The best part about this is that I know whether I really want something after having time to think about it. I also feel good about my decisions and relationship with money when I see my savings growing at a steady rate with little effort. It makes those quarterly shops all the more rewarding.
I also learned from other financial experts and took on this philosophy for myself, that daily or weekly indulgences are not to blame for poor money management. Consistent impulsive spending is to blame. As long as my (used to be) daily Starbucks pit stop is in the budget, and I’m still meeting my savings and investing goals, it is not a guilty pleasure. It is an enjoyable inclusion on my budget.
This thought process helps you view money as simply a tool to enjoy life on your terms. I enjoy my coffee in the present while also enjoying saving funds for a rainy day to lessen the stress when that time comes. A healthy balance with both sides makes a world of a difference in your mindset.
The Power of the Budget
So as I said before, the budget is your friend. It literally saves you from yourself and it has done that for me multiple times. Be sure to make it as tailored to your situation as possible. This will ensure a healthy relationship with money and ultimately with your future self that may need to rely on funds you set aside for an emergency.
To give a bit more perspective on the budget, I’ll give another example. I understand that this may sound extreme, but these budget categories keep me in line when I’m ready to waste a ton of money on entertainment or online shopping. My bi-weekly transportation budget consists of smaller categories that include my car note, insurance, maintenance, gas, and tolls.
I know this seems like overkill to have these all separated, but my budgeting has saved me when I had random car maintenance needed when I thought I only had an oil change to cover. Or when I spontaneously purchased a new car, but flawlessly worked out the new budget while at the dealership because I factor these numbers separately. This near brainless activity isn’t because I love budgeting, but because I had a system that I routinely follow.
Listen, this takes the anxiety and stress out of money management. I remember my later college days when I was in the thick of things with my credit card debt, but also not making enough money because I was a full time student. I would look at my paycheck and instantly feel anxiety because I only had $20 to my name after paying bills. I couldn’t play around with stocks, take extended spring break trips, or start investing early because of my poor money decisions. Now I relish in the fact that I can buy something I truly want and won’t regret because I’ve put my savings for it on autopilot. It’s freedom within discipline and I love it here. Living life on the financial edge is not where it’s at.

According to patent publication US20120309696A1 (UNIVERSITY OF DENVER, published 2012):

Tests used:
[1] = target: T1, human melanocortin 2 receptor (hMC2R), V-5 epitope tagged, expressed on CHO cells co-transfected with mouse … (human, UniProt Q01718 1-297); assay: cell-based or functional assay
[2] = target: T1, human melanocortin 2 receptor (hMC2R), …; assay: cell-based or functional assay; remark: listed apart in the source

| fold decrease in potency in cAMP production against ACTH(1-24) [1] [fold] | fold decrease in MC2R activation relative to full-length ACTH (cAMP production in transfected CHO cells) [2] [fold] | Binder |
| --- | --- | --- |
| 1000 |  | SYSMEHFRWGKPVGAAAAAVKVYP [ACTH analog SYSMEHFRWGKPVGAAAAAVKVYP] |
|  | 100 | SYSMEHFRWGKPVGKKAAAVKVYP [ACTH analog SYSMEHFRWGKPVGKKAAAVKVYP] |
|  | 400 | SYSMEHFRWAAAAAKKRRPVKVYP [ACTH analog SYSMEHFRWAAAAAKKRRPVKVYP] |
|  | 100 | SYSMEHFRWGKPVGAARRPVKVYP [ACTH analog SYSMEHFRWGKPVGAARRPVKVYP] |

An Abundance Mindset
So, I’ll get off my soapbox but reiterate the main goal of this all. Finding ways to automate your budgeting, free up your money decision making, and still live your best life is a part of an abundance money mindset. I believe this mindset is living in a place of contentment because you’ve made the best, well informed decisions you know how to make with your money. It’s not having anxiety every time you have to pay your bills or check your account. It’s having faith that you will be fine if you lost your job, got in a major car accident, incurred home repairs, or a huge medical bill. And believe me, there is always still room for growth. I’m not saying that right now I could fully cover all of these things without making additional concessions. However, I do have it in my willpower to move things around, make some temporary changes, and still enjoy life while I navigate that lean season.
When you’re in an abundant money mindset, you know the difference between an abundant season and a lean season. You always live with the faith that an abundant season will never end, but also with the actions of navigating a lean season that will never end–all while still having a smile on your face and gratitude for what you have. I tend to slip into church speak, so let me give a practical example of this. For the first few years post college, I lived on a salary that was frankly too low for my experience and education level. Somehow, I still paid my credit card bills on time, enjoyed my time out with friends, and met all my obligations. Yes, money was tight but I strived to always be responsible. Now that I am in a more abundant space salary wise, I try to spend within my means and save rigorously because I never know when things will change. Hello coronavirus somebody?! Both times I was working towards a positive money mindset, but simply within different money ranges.
That is the goal of this month’s financial literacy series. To get you to a place of abundance in how you view your money. You may be there already, but just looking for more efficient ways to handle your money. I encourage you to check out my simple budgeting workbook. Or maybe you need a full overhaul of your habits and mindset. I encourage you to book a free 1:1 consultation with me to discuss my coaching program. And the last person, maybe you want to start from scratch in building your own sustainable budget system. I also encourage you to check out my Basic Budgeting Skills eBook or online course to jumpstart your progress also on my website’s shop. Any of these options are easily attainable and workable.
Let’s make progress together this month and work towards our best money mindset so that we can build and build to the next level of financial stability and wealth for our futures.
We’ll talk next time but until then save/share this post and subscribe to the show for alerts on upcoming heat I’m bringing to these streets.